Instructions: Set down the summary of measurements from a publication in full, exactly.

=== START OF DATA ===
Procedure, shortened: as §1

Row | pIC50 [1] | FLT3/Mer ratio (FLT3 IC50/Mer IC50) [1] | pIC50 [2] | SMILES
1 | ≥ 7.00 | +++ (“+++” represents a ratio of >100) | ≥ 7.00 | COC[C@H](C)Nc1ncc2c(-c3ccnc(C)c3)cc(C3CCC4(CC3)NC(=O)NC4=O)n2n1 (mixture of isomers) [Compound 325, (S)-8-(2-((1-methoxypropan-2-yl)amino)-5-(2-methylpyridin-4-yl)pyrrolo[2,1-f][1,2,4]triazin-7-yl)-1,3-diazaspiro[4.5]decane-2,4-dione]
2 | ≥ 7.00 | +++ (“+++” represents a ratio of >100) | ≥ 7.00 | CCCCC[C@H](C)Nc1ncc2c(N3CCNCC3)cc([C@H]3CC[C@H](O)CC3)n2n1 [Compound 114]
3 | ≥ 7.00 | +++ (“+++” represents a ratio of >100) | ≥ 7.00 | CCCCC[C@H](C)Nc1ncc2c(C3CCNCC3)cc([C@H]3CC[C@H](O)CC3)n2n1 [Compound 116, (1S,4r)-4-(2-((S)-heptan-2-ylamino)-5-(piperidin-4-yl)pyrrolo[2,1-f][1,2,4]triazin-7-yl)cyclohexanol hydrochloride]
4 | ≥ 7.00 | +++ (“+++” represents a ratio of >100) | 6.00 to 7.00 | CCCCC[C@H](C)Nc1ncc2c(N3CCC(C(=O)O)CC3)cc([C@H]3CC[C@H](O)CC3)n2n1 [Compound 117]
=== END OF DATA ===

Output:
Procedure, shortened: as §1

Row | pIC50 [1] | FLT3/Mer ratio (FLT3 IC50/Mer IC50) [1] | pIC50 [2] | SMILES
1 | ≥ 7.00 | +++ (“+++” represents a ratio of >100) | ≥ 7.00 | COC[C@H](C)Nc1ncc2c(-c3ccnc(C)c3)cc(C3CCC4(CC3)NC(=O)NC4=O)n2n1 (mixture of isomers) [Compound 325, (S)-8-(2-((1-methoxypropan-2-yl)amino)-5-(2-methylpyridin-4-yl)pyrrolo[2,1-f][1,2,4]triazin-7-yl)-1,3-diazaspiro[4.5]decane-2,4-dione]
2 | ≥ 7.00 | +++ (“+++” represents a ratio of >100) | ≥ 7.00 | CCCCC[C@H](C)Nc1ncc2c(N3CCNCC3)cc([C@H]3CC[C@H](O)CC3)n2n1 [Compound 114]
3 | ≥ 7.00 | +++ (“+++” represents a ratio of >100) | ≥ 7.00 | CCCCC[C@H](C)Nc1ncc2c(C3CCNCC3)cc([C@H]3CC[C@H](O)CC3)n2n1 [Compound 116, (1S,4r)-4-(2-((S)-heptan-2-ylamino)-5-(piperidin-4-yl)pyrrolo[2,1-f][1,2,4]triazin-7-yl)cyclohexanol hydrochloride]
4 | ≥ 7.00 | +++ (“+++” represents a ratio of >100) | 6.00 to 7.00 | CCCCC[C@H](C)Nc1ncc2c(N3CCC(C(=O)O)CC3)cc([C@H]3CC[C@H](O)CC3)n2n1 [Compound 117]